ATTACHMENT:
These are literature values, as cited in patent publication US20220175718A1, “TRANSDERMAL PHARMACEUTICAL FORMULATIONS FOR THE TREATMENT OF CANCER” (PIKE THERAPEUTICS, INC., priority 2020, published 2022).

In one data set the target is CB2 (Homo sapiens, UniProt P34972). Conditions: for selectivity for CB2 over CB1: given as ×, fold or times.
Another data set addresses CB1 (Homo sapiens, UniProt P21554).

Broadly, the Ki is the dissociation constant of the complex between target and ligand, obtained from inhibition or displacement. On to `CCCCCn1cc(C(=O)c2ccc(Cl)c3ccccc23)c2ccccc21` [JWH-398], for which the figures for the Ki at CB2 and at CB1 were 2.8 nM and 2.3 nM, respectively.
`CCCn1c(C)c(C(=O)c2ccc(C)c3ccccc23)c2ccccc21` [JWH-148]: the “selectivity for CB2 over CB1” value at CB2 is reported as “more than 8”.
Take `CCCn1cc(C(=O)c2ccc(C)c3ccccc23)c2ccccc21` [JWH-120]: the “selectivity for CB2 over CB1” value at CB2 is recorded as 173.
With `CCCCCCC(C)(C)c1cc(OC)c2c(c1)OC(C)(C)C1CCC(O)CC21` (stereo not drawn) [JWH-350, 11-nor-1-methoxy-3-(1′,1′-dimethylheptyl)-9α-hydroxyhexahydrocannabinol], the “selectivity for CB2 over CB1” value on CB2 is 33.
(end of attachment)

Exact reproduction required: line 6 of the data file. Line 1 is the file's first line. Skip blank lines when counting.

Take `CCCn1cc(C(=O)c2ccc(C)c3ccccc23)c2ccccc21` [JWH-120]: the “selectivity for CB2 over CB1” value at CB2 is recorded as 173.